Middle-class children are more likely than their working-class peers to ask for help in the classroom, according to a study published this month in the American Sociological Review.
Jessica McCrory Calarco, a doctoral student in sociology at the University of Pennsylvania, in Philadelphia, spent three years observing 56 middle- and working-class white students as they moved from 3rd to 5th grade in a suburban public school. She found that students from middle-class backgrounds were more likely to ask teachers for help and were more assertive in their requests.
The author used surveys, interviews, and observations to determine students’ social class, academic performance, and behavior in the classroom. During the final six months of the study, she counted the number of requests for attention made by middle-class and working-class students and documented differences in their strategies and results received.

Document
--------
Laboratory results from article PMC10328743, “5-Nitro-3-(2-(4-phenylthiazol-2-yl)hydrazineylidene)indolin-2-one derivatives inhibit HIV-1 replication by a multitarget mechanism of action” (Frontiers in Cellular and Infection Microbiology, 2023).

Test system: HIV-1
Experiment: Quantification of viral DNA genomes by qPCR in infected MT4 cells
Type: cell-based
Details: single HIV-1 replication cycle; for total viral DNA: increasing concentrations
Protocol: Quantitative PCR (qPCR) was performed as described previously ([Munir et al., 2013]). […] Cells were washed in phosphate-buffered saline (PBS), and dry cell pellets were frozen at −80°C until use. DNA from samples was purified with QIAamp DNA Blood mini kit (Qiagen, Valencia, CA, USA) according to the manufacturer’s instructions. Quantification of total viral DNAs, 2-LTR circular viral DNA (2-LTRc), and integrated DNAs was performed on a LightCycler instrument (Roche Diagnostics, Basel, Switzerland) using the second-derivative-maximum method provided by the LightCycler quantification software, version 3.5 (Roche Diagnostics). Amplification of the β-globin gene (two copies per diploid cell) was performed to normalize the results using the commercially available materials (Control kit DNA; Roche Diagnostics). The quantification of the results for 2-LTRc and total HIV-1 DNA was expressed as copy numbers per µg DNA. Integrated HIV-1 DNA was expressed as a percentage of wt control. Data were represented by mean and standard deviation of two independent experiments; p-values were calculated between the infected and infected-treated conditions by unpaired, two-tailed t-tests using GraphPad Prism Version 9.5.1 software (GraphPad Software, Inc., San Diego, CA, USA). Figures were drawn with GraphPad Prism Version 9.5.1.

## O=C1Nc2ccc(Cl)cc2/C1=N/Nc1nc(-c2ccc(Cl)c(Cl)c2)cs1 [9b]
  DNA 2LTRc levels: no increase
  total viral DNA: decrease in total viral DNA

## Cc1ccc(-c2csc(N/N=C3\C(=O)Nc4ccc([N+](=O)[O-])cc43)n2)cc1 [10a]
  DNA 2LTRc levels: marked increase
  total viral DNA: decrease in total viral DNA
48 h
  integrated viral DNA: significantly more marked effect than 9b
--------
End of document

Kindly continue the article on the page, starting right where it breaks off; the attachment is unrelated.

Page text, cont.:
Ms. Calarco writes that her research indicates that the different strategies used by students resulted in stratified educational opportunities even within the same classroom. Middle-class students’ behavior yielded more help from teachers than working-class students’ and enabled them to complete their assignments faster.
“Teachers want kids to ask for help if they are struggling, but they rarely make those expectations explicit,” Ms. Calarco said in a statement on the study. “That leaves kids to figure out when and how to ask for help.”
A version of this article appeared in the December 15, 2011 edition of Education Week as Middle-Class Students Seek and Get More Help